Stanford University

Project 4: Interaction Design

Part II

Mood board

A mood board captures the mood you seek with your visual design. Example themes might be 1) soft watercolor art, 2) UNIX terminal, or 3) dominant use of negative space. To create the mood board, collect concepts, photos, color swatches, illustrations, shapes, and anything else that conveys the identity you want to get across. Collect the ones you like into a page that is at least 8.5"x11". Powerpoint and Keynote should be plenty powerful for this purpose, but pick any digital layout tool you like.

There are two common errors that previous CS 247 students have made when creating mood boards. The first error is a mood board that has no clear concept behind it. A mood board must be more targeted than copy/pasting entire web pages: it must be small clippings, headlines, images, and other very specific media that evoke your concept. The second error is that they don't communicate a single mood or concept. If you're going for a punk aesthetic, find pieces of media that feel punk!

Pixel-perfect mocks

Having explored the options, you are ready to refine and create pixel-perfect mocks that represent different instantiations of the visual style. Your mocks should capture exactly what the application will look like when you implement the application using web technology. We recommend making these mocks in Sketch, because it is a far more fluid platform for messing with visual design.

Here are some good mocks from last year:

Functional prototype

Implement a functional prototype of your design. Start with the basics and then work to duplicate your pixel-perfect mocks.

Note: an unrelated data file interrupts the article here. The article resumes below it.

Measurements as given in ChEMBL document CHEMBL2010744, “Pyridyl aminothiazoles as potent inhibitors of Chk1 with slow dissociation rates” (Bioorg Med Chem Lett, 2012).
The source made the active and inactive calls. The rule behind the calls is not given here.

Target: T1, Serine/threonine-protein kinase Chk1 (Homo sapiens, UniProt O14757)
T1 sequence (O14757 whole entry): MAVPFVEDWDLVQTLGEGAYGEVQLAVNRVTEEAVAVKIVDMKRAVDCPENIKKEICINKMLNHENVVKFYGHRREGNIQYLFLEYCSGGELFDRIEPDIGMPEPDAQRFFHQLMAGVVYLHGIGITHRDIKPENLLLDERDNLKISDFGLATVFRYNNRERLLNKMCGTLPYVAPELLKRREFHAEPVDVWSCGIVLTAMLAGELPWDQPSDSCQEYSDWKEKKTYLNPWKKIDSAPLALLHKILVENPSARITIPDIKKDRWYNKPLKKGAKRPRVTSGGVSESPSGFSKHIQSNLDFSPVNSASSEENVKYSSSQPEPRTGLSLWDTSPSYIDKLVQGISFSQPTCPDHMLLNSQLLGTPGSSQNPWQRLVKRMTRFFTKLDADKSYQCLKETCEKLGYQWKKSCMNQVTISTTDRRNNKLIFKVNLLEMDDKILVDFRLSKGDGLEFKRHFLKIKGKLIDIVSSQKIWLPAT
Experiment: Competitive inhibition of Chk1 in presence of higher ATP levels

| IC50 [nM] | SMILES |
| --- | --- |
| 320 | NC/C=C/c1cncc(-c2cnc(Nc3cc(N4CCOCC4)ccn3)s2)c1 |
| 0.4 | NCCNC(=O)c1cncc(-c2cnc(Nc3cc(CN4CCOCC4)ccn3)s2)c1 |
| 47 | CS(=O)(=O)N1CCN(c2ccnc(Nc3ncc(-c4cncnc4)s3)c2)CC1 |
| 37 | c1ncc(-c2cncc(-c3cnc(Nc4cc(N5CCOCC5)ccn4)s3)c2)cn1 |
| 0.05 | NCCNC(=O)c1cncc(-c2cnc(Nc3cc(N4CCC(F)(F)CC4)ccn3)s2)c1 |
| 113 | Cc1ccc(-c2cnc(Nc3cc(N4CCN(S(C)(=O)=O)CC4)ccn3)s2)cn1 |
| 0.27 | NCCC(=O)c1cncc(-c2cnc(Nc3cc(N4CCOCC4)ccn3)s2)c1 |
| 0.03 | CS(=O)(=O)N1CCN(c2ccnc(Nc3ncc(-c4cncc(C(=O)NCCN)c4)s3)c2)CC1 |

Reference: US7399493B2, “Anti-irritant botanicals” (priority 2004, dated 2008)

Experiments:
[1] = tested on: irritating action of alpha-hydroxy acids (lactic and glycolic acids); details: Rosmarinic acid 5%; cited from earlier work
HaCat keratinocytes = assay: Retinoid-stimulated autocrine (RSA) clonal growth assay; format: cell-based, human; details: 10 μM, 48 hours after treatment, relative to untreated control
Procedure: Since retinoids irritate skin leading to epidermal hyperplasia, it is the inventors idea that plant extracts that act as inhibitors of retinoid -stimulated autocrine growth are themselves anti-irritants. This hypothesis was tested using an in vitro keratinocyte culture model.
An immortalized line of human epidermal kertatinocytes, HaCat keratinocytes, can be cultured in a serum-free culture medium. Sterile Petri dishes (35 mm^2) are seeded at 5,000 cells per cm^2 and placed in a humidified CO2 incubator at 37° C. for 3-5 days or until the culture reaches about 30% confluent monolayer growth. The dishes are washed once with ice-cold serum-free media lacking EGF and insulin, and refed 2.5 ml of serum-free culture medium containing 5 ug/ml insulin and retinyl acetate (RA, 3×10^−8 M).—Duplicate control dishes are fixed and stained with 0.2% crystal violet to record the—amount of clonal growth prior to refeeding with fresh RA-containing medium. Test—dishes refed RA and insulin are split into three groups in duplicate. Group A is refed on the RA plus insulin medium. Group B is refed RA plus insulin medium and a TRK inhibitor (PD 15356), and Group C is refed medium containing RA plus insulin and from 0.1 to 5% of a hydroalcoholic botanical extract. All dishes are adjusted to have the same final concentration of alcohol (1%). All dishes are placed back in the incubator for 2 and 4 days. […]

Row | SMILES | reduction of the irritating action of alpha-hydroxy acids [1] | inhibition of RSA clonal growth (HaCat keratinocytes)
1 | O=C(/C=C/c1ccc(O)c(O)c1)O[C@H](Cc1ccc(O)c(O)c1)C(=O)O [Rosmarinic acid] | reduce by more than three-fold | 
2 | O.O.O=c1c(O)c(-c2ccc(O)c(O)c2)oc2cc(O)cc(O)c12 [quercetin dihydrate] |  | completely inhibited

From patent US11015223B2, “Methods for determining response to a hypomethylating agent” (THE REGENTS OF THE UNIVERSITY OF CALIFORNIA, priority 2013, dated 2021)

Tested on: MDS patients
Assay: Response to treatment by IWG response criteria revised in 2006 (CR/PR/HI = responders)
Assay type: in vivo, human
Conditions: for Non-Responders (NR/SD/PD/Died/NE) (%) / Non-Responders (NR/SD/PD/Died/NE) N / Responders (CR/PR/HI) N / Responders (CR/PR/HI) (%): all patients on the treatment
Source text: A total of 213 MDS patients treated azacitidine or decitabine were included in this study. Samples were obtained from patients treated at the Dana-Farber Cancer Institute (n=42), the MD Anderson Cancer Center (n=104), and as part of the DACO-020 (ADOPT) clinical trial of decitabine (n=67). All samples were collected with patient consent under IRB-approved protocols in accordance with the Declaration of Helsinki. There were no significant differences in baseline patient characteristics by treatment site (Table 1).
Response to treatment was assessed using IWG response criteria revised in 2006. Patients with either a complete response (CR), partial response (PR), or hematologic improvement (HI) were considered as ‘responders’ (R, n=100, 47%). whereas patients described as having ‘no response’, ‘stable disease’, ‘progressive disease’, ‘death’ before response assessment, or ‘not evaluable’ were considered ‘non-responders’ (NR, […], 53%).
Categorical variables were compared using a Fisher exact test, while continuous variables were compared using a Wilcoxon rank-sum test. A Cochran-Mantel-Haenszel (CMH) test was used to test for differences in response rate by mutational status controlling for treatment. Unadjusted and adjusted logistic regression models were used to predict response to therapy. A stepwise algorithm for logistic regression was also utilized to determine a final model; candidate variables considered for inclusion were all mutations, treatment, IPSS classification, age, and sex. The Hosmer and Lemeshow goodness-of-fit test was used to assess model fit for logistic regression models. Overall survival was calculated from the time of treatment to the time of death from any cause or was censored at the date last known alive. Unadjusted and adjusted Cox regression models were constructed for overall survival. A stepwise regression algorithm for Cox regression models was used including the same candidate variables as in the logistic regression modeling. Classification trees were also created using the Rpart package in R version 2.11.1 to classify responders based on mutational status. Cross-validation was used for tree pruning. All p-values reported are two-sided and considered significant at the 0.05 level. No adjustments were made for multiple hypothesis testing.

To do this within the class timeline, you need to carefully scope the prototype: make sure it conveys the core aspects of the design, and nothing else. Fake any data or user accounts — don't build any back end code if you can avoid it.

Feedback and iterate

Take your prototype out to the field with real users and observe. Synthesize your results, make revised designs (in Sketch), and implement them.

Prototype video

Prototypes tend to stop working soon after the final presentation because of external dependencies or technology updates. Thus we require you to submit a video of your prototype being used by someone (you or a user) for archival. The video could be a screencast with voiceover, e.g. for a web application, or a real video for more experiental applications. Keep your video short—around one minute—and informative.

Final Presentation Pitch

You need to come up with a forty five-second pitch to the audience. Make sure the listener leaves with an understanding of the user, their need, and how you are addressing it with your design. You are welcome to design your pitch however any way that you feel will be compelling. We will present your slide(s) behind you as you present, and will automatically go on to the next group after forty five seconds. Keep in mind that your audience are likely design experts.

We are inviting coaches and external judges to the final project presentations to give feedback and help decide the awards. The judges will be given a rubric much like the ones attached to this assignment. They will be evaluating your presentation, poster, demo and design concept via a rubric.

Look below for details on how to submit your presentation materials. They will be due before the final presentations, so that we have time to compile them.

Final Presentation Poster